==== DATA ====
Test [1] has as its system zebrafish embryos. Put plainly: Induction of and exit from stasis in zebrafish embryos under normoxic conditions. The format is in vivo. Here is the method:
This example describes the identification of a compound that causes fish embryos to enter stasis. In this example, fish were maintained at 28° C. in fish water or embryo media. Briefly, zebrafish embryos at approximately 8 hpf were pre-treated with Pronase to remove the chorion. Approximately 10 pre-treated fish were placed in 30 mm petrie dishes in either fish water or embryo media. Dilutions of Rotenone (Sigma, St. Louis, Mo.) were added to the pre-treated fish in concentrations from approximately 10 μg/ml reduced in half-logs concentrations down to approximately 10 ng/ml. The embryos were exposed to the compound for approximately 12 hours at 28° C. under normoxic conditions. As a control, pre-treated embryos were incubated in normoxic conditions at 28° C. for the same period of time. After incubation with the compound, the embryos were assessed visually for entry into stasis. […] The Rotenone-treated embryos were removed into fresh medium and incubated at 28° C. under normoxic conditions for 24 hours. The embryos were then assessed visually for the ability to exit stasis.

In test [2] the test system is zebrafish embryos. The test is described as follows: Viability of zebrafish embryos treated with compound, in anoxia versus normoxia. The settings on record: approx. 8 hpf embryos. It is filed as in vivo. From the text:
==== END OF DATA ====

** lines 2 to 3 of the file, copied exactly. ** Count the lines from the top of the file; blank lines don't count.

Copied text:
This example describes the identification of a compound that causes fish embryos to enter stasis. In this example, fish were maintained at 28° C. in fish water or embryo media. Briefly, zebrafish embryos at approximately 8 hpf were pre-treated with Pronase to remove the chorion. Approximately 10 pre-treated fish were placed in 30 mm petrie dishes in either fish water or embryo media. Dilutions of Rotenone (Sigma, St. Louis, Mo.) were added to the pre-treated fish in concentrations from approximately 10 μg/ml reduced in half-logs concentrations down to approximately 10 ng/ml. The embryos were exposed to the compound for approximately 12 hours at 28° C. under normoxic conditions. As a control, pre-treated embryos were incubated in normoxic conditions at 28° C. for the same period of time. After incubation with the compound, the embryos were assessed visually for entry into stasis. […] The Rotenone-treated embryos were removed into fresh medium and incubated at 28° C. under normoxic conditions for 24 hours. The embryos were then assessed visually for the ability to exit stasis.

In test [2] the test system is zebrafish embryos. The test is described as follows: Viability of zebrafish embryos treated with compound, in anoxia versus normoxia. The settings on record: approx. 8 hpf embryos. It is filed as in vivo. From the text: